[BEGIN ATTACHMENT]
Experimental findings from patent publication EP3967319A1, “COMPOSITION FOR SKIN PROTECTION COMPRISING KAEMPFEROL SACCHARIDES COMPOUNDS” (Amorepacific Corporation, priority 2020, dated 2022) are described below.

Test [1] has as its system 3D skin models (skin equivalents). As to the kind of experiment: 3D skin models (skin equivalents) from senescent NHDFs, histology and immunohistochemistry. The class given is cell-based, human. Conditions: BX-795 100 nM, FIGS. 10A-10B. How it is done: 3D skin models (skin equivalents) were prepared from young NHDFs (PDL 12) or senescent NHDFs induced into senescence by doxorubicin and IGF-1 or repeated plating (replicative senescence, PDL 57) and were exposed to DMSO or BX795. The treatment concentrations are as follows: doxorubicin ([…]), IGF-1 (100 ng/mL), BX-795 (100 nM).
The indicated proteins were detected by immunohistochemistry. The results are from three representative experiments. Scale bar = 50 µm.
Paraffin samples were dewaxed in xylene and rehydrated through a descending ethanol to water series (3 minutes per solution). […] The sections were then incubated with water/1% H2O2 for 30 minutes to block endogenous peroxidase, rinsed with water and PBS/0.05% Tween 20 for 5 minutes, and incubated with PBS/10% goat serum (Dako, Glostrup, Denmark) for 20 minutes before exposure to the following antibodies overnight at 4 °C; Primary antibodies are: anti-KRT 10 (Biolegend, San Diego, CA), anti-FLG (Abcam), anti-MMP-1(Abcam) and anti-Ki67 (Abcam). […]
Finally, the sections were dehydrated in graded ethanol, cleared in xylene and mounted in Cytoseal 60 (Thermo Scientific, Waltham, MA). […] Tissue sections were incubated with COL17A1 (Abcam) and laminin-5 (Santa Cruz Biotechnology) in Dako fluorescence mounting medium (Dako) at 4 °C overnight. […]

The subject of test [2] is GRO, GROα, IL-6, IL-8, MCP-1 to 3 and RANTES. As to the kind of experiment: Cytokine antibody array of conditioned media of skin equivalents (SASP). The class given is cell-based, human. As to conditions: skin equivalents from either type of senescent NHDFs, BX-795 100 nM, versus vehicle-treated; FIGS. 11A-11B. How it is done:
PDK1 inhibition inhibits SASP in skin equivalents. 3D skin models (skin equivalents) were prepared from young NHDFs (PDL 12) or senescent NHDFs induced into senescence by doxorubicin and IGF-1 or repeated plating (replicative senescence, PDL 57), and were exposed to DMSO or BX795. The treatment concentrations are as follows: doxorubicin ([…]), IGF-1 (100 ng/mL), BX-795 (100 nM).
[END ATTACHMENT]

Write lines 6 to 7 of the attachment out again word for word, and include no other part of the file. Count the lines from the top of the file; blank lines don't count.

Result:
The subject of test [2] is GRO, GROα, IL-6, IL-8, MCP-1 to 3 and RANTES. As to the kind of experiment: Cytokine antibody array of conditioned media of skin equivalents (SASP). The class given is cell-based, human. As to conditions: skin equivalents from either type of senescent NHDFs, BX-795 100 nM, versus vehicle-treated; FIGS. 11A-11B. How it is done:
PDK1 inhibition inhibits SASP in skin equivalents. 3D skin models (skin equivalents) were prepared from young NHDFs (PDL 12) or senescent NHDFs induced into senescence by doxorubicin and IGF-1 or repeated plating (replicative senescence, PDL 57), and were exposed to DMSO or BX795. The treatment concentrations are as follows: doxorubicin ([…]), IGF-1 (100 ng/mL), BX-795 (100 nM).